The felony charges against a Sterling man who allegedly entered two central Kenai Peninsula schools and pulled fire alarms will be downgraded to misdemeanors.
Robert Luton, 31, was arrested Oct. 14 and charged with two counts of terroristic threatening in the second degree and two counts of criminal mischief in the fourth degree after he allegedly entered two schools and pulled the fire alarms, triggering evacuations. After the students at the second school, Sterling Elementary School, were cleared to reenter the building, Luton entered the building with them, according to court documents.
The school’s principal reviewed video footage to find out who had pulled the alarm and identified Luton, according to court documents.
District Attorney Scot Leaders said during Luton’s preliminary hearing Friday that the state agreed to downgrade the charge from terroristic threatening in the second degree to attempted terroristic threatening after Luton’s attorney, public defender Joy Hobart, said Luton hadn’t technically made a false report because he hadn’t actually verbally reported a fire.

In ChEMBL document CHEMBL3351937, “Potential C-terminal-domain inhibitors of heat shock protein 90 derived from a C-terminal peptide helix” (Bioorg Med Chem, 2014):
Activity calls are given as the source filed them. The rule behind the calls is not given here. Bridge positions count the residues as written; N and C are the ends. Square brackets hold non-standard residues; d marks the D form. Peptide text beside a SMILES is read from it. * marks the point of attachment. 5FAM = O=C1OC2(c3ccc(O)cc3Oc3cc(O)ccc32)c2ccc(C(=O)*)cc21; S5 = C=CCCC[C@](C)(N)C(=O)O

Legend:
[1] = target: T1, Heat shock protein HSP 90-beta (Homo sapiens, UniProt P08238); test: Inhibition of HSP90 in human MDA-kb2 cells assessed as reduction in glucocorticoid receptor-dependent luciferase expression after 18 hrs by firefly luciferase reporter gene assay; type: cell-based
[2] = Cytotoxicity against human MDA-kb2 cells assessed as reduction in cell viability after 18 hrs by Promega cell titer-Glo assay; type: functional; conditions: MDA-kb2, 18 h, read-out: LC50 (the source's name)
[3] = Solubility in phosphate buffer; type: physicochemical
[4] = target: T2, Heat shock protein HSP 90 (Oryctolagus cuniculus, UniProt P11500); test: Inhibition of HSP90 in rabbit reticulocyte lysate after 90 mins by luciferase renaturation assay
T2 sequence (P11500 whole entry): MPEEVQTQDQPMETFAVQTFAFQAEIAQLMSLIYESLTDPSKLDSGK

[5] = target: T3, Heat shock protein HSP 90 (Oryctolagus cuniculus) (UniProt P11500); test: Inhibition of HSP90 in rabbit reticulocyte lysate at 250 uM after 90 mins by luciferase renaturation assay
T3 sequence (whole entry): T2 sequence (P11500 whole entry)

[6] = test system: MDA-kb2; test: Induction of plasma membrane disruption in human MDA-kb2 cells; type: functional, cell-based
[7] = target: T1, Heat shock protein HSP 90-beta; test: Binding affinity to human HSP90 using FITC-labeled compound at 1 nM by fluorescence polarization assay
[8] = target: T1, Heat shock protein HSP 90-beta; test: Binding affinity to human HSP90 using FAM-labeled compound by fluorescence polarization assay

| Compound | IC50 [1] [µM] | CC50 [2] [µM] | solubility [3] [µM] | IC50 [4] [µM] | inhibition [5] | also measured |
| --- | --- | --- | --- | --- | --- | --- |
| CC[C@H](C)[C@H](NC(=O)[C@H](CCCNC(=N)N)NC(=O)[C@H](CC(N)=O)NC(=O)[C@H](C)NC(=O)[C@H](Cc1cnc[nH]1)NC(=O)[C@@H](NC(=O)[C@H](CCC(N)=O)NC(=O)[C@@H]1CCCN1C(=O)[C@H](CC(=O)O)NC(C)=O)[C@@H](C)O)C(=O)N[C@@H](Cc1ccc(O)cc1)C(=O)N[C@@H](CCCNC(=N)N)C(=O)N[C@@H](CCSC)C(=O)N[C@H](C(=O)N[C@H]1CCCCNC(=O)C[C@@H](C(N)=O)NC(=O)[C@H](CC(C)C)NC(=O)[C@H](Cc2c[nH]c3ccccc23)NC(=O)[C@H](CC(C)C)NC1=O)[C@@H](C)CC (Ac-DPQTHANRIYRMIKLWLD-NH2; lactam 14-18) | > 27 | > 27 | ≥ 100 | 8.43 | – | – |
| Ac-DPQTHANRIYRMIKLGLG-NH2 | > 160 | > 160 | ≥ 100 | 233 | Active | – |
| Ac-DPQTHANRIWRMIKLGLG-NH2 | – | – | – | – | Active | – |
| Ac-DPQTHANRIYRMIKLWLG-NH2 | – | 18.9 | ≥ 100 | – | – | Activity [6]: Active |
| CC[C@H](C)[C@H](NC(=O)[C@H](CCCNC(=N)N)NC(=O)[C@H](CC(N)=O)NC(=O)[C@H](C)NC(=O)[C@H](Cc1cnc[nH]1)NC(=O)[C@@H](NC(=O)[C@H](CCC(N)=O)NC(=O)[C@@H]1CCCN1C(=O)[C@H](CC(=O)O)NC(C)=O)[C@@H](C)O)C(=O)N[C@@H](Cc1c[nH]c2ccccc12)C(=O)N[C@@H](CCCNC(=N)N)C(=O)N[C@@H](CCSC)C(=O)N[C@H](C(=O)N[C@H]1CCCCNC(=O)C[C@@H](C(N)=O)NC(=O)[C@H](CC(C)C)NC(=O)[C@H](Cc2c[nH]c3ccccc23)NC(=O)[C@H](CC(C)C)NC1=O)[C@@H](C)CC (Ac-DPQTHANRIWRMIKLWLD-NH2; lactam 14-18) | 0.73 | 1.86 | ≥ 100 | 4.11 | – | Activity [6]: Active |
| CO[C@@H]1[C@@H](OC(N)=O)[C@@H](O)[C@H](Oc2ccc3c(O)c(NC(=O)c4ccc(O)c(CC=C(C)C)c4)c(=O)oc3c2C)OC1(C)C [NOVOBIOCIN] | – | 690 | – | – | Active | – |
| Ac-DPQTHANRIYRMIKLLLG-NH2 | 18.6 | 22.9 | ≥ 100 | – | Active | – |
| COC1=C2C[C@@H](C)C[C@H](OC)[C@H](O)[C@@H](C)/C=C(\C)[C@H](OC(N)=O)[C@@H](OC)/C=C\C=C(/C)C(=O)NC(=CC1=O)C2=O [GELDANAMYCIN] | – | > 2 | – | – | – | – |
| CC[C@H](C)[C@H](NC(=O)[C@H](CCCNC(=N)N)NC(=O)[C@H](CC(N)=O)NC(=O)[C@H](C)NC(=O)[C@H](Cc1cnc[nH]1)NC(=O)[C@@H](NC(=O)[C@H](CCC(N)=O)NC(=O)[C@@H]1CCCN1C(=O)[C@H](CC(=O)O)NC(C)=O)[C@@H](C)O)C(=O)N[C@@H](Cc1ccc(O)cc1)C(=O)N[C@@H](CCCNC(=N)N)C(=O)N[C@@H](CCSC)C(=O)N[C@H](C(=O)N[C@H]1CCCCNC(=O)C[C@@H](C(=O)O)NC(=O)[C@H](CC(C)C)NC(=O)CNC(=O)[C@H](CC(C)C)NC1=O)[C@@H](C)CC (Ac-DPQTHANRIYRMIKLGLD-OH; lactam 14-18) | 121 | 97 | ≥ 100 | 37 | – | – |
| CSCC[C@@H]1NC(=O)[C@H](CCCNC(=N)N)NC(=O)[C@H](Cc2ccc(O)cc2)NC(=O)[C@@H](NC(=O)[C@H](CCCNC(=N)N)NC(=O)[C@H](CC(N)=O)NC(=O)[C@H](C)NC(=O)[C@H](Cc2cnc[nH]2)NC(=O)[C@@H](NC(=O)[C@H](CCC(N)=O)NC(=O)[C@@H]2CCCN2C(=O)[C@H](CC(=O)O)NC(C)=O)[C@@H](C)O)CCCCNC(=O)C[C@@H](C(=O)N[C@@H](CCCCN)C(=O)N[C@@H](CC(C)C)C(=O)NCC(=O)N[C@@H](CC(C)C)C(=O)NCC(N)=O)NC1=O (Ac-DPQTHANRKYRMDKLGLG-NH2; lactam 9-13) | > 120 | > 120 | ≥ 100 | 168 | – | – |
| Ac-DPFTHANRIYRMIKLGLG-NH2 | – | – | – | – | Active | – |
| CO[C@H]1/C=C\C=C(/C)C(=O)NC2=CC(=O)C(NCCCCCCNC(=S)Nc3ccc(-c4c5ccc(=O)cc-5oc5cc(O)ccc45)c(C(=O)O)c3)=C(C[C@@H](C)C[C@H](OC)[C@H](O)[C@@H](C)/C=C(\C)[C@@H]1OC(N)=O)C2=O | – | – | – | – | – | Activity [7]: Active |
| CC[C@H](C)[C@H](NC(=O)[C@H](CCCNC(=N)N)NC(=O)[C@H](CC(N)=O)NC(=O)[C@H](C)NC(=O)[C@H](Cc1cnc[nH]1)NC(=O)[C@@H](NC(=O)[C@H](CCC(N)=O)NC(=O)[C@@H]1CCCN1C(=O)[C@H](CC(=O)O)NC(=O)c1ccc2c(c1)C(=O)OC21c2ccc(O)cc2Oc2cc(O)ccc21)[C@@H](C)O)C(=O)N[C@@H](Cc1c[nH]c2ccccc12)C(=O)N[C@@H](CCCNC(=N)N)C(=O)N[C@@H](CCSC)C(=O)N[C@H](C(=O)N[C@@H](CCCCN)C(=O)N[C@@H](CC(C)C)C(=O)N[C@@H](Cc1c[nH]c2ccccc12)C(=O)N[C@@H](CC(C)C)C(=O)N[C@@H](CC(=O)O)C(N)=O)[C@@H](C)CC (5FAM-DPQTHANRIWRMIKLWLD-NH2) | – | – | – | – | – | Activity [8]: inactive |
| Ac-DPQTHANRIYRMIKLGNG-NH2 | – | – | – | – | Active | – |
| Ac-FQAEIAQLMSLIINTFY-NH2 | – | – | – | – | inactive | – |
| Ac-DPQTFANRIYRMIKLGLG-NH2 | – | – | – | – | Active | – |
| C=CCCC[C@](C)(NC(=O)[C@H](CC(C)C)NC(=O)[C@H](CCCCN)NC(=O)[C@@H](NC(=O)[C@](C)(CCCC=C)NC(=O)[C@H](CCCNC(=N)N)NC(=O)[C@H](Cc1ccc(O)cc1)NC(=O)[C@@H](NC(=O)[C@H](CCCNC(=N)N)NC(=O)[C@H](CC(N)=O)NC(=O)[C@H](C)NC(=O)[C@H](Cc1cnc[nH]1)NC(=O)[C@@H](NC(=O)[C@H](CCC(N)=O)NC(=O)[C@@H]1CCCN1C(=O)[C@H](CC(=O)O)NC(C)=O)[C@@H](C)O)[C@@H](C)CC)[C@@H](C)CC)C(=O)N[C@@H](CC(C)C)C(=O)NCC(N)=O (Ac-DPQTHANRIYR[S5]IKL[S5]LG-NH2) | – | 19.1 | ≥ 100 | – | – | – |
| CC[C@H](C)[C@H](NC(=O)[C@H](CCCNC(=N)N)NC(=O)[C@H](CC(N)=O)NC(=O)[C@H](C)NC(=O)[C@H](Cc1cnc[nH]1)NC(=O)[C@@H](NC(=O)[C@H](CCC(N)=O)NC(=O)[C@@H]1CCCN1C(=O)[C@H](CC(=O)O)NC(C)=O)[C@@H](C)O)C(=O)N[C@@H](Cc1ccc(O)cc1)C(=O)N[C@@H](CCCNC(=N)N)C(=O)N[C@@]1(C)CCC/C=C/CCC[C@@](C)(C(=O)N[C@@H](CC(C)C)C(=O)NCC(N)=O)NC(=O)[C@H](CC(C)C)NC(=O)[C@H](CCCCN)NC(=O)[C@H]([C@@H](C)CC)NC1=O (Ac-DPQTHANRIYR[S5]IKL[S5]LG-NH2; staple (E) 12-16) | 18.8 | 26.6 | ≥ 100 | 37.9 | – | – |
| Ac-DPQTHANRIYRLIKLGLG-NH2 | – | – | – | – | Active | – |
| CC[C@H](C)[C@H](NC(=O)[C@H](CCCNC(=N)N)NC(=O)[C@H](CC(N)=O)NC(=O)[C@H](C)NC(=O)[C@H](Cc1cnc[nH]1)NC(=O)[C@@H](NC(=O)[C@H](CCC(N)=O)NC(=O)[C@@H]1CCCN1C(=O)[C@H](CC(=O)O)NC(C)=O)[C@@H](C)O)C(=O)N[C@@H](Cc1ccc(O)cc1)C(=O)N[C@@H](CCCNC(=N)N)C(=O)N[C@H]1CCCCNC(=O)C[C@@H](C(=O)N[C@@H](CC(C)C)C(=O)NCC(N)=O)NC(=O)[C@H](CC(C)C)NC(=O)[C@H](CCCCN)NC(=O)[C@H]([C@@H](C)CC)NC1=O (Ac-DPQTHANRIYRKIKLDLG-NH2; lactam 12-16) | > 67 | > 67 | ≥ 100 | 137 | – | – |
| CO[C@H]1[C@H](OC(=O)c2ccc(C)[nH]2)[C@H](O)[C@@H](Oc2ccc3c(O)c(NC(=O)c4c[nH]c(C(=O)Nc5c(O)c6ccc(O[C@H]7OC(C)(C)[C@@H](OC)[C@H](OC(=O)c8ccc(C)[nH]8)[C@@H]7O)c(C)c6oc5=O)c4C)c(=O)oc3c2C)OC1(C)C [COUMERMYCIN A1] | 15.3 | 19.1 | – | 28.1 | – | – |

“You have to say something,” she said. “That’s what a report is.”
Leaders and Fallon at first disagreed, saying pulling the fire alarm was tantamount to giving a report of a fire. Hobart said there was a statute specifically dealing with pulling fire alarms — criminal mischief in the fourth degree, which Luton is also charged with — and that it was unusual to charge this particular crime as a class C felony.
Leaders said the state would amend the felony charges in both cases to attempted terroristic threatening in the second degree, downgrading them to misdemeanors. However, he argued for the bail to remain set where it is rather than be adjusted down based on the charges being reduced to misdemeanors. Luton’s conduct hasn’t changed, and given that he has a criminal history dating back to 2002 with 22 prior convictions, three of which are felonies, he presents a danger to the community, Leaders said.
“This conduct here … is dangerous behavior. It can cause problems, potential for injury,” he said. “…I know the schools are very upset and frustrated by Mr. Luton’s conduct.”
Hobart said Luton has a history of mental health issues that contributed to the behavior. Fallon said he understood that but thought the existing bail was appropriate. If Luton could obtain the medications he needed, it could “reassure the court” and a bail review could be appropriate, Fallon said.
“I sympathize, but it doesn’t decrease the danger to the community,” he said.
Luton currently has a pre-trial conference set for Nov. 16 and a trial week set for Dec. 18.
Reach Elizabeth Earl at email@example.com.